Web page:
For more than 20 years Scotland has been at the forefront of video game innovation, home to some of the best-selling games of all time including Lemmings and Grand Theft Auto. In 2022 the global games market size exceeded $200 billion.
Opportunities to study in Scotland match its industry ambitions with Abertay University ranked number one in Europe for video games education. Six more universities in Scotland offer games-related degrees, including the Glasgow School of Art qualification in games and virtual reality. 11 colleges across the country offer games qualifications at HNC (Higher National Certificate) and HND (Higher National Diploma) level.
With an extensive talent pipeline, several new start-ups and investment by multinational companies, Scotland’s games industry grew by 26% between April 2020 and December 2021 – beating the rest of the UK.
When the late Sir Clive Sinclair chose Dundee to assemble his first home computer, the ZX Spectrum, little did he know that he was about to give birth to a new generation of computer-literate Scots who would go on to reimagine the way the world works, rests, and plays.
Now, with a new, £60 million, 4,000-seat Esports arena planned for the city’s waterfront, Dundee is upping its game.
Moving to the next level
Local games development legend Chris van der Kuyl has been a name in the industry since Dundee began to make its mark in the global gaming industry.
The Dundee-based entrepreneur studied computer science. A trip to Silicon Valley early on in his career made him think that there was no reason he couldn’t start his own business in Scotland, and that “lit the blue touch paper” to begin.
From early success with State of Emergency, in 2005, along with school friend Paddy Burns, he co-founded games development business 4J Studios. The name highlights Dundee’s “jute, jam and journalism” motto, with joysticks representing the fourth ‘J’.
4J is best known for developing Minecraft for Microsoft, Sony, and Nintendo games consoles. The studio is part of a globally recognised Scottish gaming scene, which is also home to companies like Dundee-born Grand Theft Auto designers Rockstar North.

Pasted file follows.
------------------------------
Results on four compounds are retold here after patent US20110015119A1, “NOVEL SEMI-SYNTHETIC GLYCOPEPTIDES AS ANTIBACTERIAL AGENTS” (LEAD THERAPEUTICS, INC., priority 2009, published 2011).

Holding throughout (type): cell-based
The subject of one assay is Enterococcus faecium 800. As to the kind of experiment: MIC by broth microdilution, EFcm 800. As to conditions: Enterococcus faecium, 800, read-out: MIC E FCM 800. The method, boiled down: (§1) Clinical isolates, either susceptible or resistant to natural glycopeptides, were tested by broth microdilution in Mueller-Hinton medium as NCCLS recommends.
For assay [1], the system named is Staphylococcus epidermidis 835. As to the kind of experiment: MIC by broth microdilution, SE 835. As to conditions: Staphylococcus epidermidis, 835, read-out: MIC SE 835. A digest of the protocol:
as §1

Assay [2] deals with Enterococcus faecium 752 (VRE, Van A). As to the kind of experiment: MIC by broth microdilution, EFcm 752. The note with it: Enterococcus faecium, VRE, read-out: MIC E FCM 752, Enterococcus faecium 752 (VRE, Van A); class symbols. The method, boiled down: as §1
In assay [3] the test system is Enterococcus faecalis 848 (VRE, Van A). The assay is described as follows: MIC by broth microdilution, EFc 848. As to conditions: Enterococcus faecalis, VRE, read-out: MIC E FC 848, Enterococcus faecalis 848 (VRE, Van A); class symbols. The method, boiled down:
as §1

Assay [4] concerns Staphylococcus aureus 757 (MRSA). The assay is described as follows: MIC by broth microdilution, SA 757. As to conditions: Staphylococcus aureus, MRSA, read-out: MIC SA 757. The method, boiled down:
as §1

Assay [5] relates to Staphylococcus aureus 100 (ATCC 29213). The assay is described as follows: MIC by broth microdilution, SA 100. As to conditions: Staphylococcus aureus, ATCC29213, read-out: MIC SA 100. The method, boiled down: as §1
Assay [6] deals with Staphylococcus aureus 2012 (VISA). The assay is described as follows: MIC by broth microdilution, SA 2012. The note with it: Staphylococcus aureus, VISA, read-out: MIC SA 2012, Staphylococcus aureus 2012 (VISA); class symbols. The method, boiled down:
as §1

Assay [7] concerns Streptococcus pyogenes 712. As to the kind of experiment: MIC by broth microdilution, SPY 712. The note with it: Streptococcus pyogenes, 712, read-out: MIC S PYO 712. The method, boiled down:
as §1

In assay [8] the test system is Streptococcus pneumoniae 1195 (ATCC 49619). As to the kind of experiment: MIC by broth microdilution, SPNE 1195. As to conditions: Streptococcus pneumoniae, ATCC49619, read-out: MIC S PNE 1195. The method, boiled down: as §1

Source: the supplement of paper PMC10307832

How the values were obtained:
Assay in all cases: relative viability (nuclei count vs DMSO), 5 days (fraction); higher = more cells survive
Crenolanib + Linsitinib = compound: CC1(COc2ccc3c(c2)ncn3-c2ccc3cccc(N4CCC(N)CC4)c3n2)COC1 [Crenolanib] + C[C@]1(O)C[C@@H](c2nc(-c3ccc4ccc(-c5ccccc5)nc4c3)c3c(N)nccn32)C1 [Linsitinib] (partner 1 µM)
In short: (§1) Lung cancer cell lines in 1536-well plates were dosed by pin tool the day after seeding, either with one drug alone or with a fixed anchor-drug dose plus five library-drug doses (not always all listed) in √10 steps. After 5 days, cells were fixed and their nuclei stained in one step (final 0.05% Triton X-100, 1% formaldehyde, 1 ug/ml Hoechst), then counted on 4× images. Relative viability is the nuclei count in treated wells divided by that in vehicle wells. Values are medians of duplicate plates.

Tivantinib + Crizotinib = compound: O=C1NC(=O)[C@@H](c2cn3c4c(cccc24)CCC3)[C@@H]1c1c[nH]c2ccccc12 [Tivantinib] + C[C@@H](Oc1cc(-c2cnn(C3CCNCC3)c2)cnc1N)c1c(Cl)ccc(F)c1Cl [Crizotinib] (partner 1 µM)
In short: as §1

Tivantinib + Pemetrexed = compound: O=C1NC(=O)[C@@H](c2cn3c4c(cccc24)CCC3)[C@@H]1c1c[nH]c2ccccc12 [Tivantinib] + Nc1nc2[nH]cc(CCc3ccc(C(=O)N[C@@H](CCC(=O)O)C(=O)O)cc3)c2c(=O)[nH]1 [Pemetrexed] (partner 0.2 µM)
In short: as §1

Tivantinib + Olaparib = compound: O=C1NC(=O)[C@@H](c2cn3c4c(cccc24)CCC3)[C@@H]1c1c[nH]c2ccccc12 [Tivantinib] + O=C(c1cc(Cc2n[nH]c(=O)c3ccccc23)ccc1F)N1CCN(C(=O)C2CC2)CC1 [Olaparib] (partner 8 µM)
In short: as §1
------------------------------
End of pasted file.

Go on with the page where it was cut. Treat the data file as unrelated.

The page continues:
Van der Kuyl says more people are coming to Scotland to develop games, meaning there's more competition for talent.
He adds that the games industry is now “by a significant factor, the largest entertainment industry in the world... in the next decade, it's going to exponentially grow again, so Scotland will have its part in that, for sure.”
Raising its game
Abertay University launched the world’s first computer games degrees in 1997.
It’s also supporting the development of the new 5G Innovation Hub in Dundee through a collaboration with the University’s Emergent Technology Centre.
That announcement followed the news that Abertay will be part of the 4,000-seat Esports arena project planned for Dundee. The University plans to develop a new range of degree courses related to the global Esports job market.
Collaboration is key to success
Dundee and Angus College has teamed up with the competitive gaming body Esports Scotland. The college is another of the education partners for the waterfront Esports arena.
The collaboration promises to generate opportunities for students and school pupils. Tournaments, industry talks, summer boot camps, new educational courses, work placements, and job opportunities are in store for Scotland's students. Esports Scotland will also have its own Esports training facility within the College.
The arena will be Europe’s first truly digital-enabled arena space and a flagship project for Dundee alongside the Eden project and V&A Scotland.
The Northern Lights Arena Europe - or NLAE as it will be known - will be home to some of the world’s top gamers. When it is delivered, the arena will become one of the world’s leading digital online gaming hubs.
Scotland’s games ecosystem
In October 2022 the country hosted Scottish Games Week. The first-ever week-long, Scotland-wide series of events focused on videogames.
Created and organised by the Scottish Games Network, the event helped position the sector as a critical part of Scotland’s digital future.
Brian Baglow, director of the Scottish Games Network, said: “Scotland is home to an incredible games ecosystem. We have over three hundred developers and creators across the country. Eleven colleges and seven universities in Scotland are producing graduates with game design, development, and production skills.”
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